November 5, 2012
Kellogg's Dr. Christine Nelson is recipient of the prestigious Wendell L. Hughes Lecture Award
Ann Arbor, MI—The American Society of Ophthalmic Plastic and Reconstructive Surgery (ASOPRS) has honored U-M Kellogg Eye Center oculoplastic surgeon Christine C. Nelson, M.D., with its 2012 Wendell L. Hughes Lecture award. Dr. Nelson, Professor of Ophthalmology and Visual Sciences, and Professor of the Department of Surgery, Plastic Surgery Section, is the first female recipient of the prestigious award and joins a roster of distinguished contributors to the advancement of ophthalmic plastic and reconstructive surgery.
Dr. Nelson will deliver her lecture entitled, "From Bench to Bedside: Genetics of Congenital Anophthalmia," at the joint meeting of the American Academy of Ophthalmology and the Asia-Pacific Academy of Ophthalmology on November 11, 2012, in Chicago, Illinois.
“I am honored to receive this award," says Dr. Nelson. “Dr. Hughes is a giant in the field of oculoplastic surgery. I was privileged to meet him very early in my career and it is one of the highlights of my career be invited to give this talk.”
While Dr. Nelson is well known and highly regarded for her clinical and surgical practice, she has pursued research that will have a direct impact on the lives of her patients who have anophthalmia, a condition in which one or both eyes do not develop. She also studies the related conditions microanophthalmia, in which one or both eyes are abnormally small, and coloboma, in which segments of tissue are missing from various eye structures.
In collaboration with Thomas Glaser, M.D., Ph.D., a former Michigan faculty member and now professor at the University of California at Davis, Dr. Nelson is studying the inheritance patterns of a seven-generation family with a genetic predisposition to anophthalmia, microanophthalmia, and coloboma. Although some 25 genes have been identified as causing various forms of these rare congenital conditions, the family members in the study do not appear to carry known gene mutations.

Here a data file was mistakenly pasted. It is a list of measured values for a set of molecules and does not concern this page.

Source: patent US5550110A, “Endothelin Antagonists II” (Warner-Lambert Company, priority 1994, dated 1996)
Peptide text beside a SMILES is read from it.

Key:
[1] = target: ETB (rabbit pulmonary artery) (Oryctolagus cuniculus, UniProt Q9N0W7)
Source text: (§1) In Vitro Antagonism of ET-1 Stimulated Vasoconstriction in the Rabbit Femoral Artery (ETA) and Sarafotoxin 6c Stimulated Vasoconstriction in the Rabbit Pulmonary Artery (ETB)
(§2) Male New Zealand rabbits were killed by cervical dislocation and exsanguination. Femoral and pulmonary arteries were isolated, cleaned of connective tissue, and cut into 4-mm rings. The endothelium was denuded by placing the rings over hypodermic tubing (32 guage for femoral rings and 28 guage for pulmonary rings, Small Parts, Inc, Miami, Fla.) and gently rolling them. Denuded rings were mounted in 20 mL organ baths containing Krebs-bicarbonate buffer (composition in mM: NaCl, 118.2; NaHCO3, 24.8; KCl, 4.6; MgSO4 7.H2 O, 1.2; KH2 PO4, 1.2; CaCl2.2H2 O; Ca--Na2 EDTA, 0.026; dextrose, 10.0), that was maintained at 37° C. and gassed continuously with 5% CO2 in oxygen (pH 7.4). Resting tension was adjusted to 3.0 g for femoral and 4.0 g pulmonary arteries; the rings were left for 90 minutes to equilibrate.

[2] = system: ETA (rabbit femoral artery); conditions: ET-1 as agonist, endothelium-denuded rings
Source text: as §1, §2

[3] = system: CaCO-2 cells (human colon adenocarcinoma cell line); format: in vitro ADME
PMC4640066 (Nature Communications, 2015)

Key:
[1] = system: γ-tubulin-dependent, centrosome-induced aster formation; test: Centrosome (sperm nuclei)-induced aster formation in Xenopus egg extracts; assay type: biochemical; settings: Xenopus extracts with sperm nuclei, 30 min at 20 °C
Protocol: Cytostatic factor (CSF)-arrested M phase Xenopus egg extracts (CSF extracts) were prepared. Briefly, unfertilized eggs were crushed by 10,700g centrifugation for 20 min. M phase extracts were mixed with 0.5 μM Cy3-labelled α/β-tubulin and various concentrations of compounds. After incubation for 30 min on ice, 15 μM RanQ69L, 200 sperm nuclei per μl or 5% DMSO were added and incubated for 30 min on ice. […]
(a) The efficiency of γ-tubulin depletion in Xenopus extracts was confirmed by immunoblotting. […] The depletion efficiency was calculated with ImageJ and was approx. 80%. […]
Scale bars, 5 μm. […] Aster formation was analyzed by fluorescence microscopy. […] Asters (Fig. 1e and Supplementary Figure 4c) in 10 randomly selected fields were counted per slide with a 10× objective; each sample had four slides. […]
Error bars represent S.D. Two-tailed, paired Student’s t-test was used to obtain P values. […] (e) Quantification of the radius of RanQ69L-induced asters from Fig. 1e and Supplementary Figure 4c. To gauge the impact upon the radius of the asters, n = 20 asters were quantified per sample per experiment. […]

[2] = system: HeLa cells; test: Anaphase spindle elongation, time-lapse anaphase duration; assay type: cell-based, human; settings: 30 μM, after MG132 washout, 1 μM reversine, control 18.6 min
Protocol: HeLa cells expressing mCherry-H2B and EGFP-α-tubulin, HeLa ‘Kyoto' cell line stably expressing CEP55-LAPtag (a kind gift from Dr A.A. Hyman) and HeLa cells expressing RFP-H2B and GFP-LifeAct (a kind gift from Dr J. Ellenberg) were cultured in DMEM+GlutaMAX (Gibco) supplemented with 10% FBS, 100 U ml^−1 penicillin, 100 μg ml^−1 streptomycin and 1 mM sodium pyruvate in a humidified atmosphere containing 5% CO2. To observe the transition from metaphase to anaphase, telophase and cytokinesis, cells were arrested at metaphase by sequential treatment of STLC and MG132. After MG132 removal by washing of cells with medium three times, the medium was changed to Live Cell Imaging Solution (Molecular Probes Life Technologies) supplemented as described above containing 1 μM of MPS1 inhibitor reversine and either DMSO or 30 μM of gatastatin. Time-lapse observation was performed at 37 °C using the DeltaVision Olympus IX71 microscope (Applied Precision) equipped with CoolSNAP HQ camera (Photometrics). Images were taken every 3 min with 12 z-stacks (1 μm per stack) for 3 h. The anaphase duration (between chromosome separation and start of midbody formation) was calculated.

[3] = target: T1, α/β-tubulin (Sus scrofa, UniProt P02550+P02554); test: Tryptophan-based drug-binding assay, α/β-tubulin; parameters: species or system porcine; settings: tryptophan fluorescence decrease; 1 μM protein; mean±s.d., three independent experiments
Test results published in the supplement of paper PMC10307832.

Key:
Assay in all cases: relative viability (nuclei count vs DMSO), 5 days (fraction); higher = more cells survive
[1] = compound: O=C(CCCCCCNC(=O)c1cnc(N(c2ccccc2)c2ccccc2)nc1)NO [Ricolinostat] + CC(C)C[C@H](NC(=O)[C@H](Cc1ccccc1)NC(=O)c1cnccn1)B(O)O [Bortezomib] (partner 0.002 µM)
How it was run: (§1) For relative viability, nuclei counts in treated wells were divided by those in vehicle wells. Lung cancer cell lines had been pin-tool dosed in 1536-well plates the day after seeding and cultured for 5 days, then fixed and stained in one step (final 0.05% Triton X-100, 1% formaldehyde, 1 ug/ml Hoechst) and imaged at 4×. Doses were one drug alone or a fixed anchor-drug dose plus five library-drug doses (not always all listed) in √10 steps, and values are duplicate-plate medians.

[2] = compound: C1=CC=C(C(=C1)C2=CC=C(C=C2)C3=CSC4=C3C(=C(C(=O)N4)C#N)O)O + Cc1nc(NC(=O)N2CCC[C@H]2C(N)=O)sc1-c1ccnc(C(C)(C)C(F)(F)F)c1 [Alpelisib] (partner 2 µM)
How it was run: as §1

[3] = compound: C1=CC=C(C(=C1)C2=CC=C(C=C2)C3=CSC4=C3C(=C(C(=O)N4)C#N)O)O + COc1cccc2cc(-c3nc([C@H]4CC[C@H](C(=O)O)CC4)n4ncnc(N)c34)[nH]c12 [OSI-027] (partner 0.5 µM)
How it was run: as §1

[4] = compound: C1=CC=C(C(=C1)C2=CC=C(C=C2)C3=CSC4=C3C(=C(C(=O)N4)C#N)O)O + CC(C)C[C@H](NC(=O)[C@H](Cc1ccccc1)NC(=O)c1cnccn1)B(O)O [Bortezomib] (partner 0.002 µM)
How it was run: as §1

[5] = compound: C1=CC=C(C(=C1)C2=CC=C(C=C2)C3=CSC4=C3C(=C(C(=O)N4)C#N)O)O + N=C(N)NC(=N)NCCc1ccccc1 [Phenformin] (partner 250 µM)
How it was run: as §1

Dr. Nelson and Dr. Glaser have identified a gene related to a carrier protein of Vitamin A which is important in the development of the eye during the early days of pregnancy. Their preliminary findings suggest there may be possible therapies for patients with this rare mutation.
Dr. Nelson is the second faculty member of the U-M Department of Ophthalmology and Visual Sciences to have received this high honor. In 1993, Dr. Nelson’s colleague, the late Bartley R. Frueh, M.D., gave the Wendell L. Hughes Lecture.
Wendell L. Hughes, MD (1901–1994) is recognized as a pioneer in the field of oculoplastic surgery, and is considered the father of oculoplastic surgery. Dr. Hughes was instrumental in the development of microneedles and sutures and many surgical techniques. He demonstrated a lifelong commitment to medical education and wrote and lectured extensively here and abroad. His text, Reconstructive Surgery of the Eyelids was published in 1943 and expanded in 1954. From 1950 to 1968 he headed the oculoplastic section of the American Academy of Ophthalmology and Otolaryngology, and wrote and edited the Manual of Ophthalmic Plastic Surgery. Dr. Hughes was among the founders and first diplomats of the American Board of Plastic Surgery. During his term as President of the American Academy of Ophthalmology and Otolaryngology, the Wendell L. Hughes Lecture was established in his honor, and it has been presented each year at the annual Academy meeting since 1970.
Written by Betsy Nisbet